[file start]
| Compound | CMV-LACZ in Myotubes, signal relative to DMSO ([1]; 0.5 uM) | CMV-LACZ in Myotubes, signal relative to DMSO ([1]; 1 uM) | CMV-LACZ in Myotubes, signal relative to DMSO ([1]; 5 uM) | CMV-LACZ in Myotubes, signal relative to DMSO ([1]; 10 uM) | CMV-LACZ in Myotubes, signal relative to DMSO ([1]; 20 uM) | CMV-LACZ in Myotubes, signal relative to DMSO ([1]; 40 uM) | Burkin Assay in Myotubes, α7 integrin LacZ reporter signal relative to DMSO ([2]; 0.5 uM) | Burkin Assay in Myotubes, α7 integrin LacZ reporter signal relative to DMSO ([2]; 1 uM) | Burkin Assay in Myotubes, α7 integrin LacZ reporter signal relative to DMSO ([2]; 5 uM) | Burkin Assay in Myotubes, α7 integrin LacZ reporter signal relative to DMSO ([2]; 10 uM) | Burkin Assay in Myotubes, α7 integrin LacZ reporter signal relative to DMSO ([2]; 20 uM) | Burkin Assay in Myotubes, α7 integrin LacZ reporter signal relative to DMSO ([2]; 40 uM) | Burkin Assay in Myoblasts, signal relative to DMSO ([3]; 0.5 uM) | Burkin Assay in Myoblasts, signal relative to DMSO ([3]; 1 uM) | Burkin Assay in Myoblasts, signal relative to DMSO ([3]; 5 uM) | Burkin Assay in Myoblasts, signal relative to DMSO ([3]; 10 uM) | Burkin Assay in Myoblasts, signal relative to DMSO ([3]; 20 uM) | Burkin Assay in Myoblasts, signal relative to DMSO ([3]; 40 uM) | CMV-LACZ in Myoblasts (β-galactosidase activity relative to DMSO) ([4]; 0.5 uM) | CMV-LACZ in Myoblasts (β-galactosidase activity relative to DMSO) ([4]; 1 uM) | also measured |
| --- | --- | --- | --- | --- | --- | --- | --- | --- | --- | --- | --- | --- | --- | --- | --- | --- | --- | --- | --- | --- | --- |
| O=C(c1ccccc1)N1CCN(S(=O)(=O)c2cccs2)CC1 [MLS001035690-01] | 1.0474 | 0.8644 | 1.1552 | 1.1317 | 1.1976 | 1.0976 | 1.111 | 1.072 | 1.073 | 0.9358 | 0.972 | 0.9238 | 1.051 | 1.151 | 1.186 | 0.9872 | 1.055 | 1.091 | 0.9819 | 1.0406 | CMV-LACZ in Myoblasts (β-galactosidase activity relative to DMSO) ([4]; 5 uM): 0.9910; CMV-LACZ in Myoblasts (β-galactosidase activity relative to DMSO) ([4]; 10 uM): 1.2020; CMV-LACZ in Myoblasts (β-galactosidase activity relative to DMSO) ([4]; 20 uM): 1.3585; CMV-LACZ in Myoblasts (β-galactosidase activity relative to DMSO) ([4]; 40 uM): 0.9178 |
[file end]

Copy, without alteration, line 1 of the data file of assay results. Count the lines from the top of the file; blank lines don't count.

| Compound | CMV-LACZ in Myotubes, signal relative to DMSO ([1]; 0.5 uM) | CMV-LACZ in Myotubes, signal relative to DMSO ([1]; 1 uM) | CMV-LACZ in Myotubes, signal relative to DMSO ([1]; 5 uM) | CMV-LACZ in Myotubes, signal relative to DMSO ([1]; 10 uM) | CMV-LACZ in Myotubes, signal relative to DMSO ([1]; 20 uM) | CMV-LACZ in Myotubes, signal relative to DMSO ([1]; 40 uM) | Burkin Assay in Myotubes, α7 integrin LacZ reporter signal relative to DMSO ([2]; 0.5 uM) | Burkin Assay in Myotubes, α7 integrin LacZ reporter signal relative to DMSO ([2]; 1 uM) | Burkin Assay in Myotubes, α7 integrin LacZ reporter signal relative to DMSO ([2]; 5 uM) | Burkin Assay in Myotubes, α7 integrin LacZ reporter signal relative to DMSO ([2]; 10 uM) | Burkin Assay in Myotubes, α7 integrin LacZ reporter signal relative to DMSO ([2]; 20 uM) | Burkin Assay in Myotubes, α7 integrin LacZ reporter signal relative to DMSO ([2]; 40 uM) | Burkin Assay in Myoblasts, signal relative to DMSO ([3]; 0.5 uM) | Burkin Assay in Myoblasts, signal relative to DMSO ([3]; 1 uM) | Burkin Assay in Myoblasts, signal relative to DMSO ([3]; 5 uM) | Burkin Assay in Myoblasts, signal relative to DMSO ([3]; 10 uM) | Burkin Assay in Myoblasts, signal relative to DMSO ([3]; 20 uM) | Burkin Assay in Myoblasts, signal relative to DMSO ([3]; 40 uM) | CMV-LACZ in Myoblasts (β-galactosidase activity relative to DMSO) ([4]; 0.5 uM) | CMV-LACZ in Myoblasts (β-galactosidase activity relative to DMSO) ([4]; 1 uM) | also measured |